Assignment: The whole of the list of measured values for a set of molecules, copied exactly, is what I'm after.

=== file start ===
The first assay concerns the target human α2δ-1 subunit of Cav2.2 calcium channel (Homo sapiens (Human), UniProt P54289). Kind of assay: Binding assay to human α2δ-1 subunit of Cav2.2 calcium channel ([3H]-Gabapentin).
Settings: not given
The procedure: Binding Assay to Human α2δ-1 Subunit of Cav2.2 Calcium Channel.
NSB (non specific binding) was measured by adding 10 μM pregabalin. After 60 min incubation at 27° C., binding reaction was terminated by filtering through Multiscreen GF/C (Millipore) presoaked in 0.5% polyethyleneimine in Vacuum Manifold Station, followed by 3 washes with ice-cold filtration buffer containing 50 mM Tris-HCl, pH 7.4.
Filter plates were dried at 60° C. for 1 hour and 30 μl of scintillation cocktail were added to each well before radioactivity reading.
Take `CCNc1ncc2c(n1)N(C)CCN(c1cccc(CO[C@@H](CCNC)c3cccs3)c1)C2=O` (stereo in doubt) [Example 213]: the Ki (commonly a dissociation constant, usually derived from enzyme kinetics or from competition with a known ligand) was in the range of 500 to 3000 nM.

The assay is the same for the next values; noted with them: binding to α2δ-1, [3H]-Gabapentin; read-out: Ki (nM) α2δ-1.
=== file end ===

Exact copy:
The first assay concerns the target human α2δ-1 subunit of Cav2.2 calcium channel (Homo sapiens (Human), UniProt P54289). Kind of assay: Binding assay to human α2δ-1 subunit of Cav2.2 calcium channel ([3H]-Gabapentin).
Settings: not given
The procedure: Binding Assay to Human α2δ-1 Subunit of Cav2.2 Calcium Channel.
NSB (non specific binding) was measured by adding 10 μM pregabalin. After 60 min incubation at 27° C., binding reaction was terminated by filtering through Multiscreen GF/C (Millipore) presoaked in 0.5% polyethyleneimine in Vacuum Manifold Station, followed by 3 washes with ice-cold filtration buffer containing 50 mM Tris-HCl, pH 7.4.
Filter plates were dried at 60° C. for 1 hour and 30 μl of scintillation cocktail were added to each well before radioactivity reading.
Take `CCNc1ncc2c(n1)N(C)CCN(c1cccc(CO[C@@H](CCNC)c3cccs3)c1)C2=O` (stereo in doubt) [Example 213]: the Ki (commonly a dissociation constant, usually derived from enzyme kinetics or from competition with a known ligand) was in the range of 500 to 3000 nM.

The assay is the same for the next values; noted with them: binding to α2δ-1, [3H]-Gabapentin; read-out: Ki (nM) α2δ-1.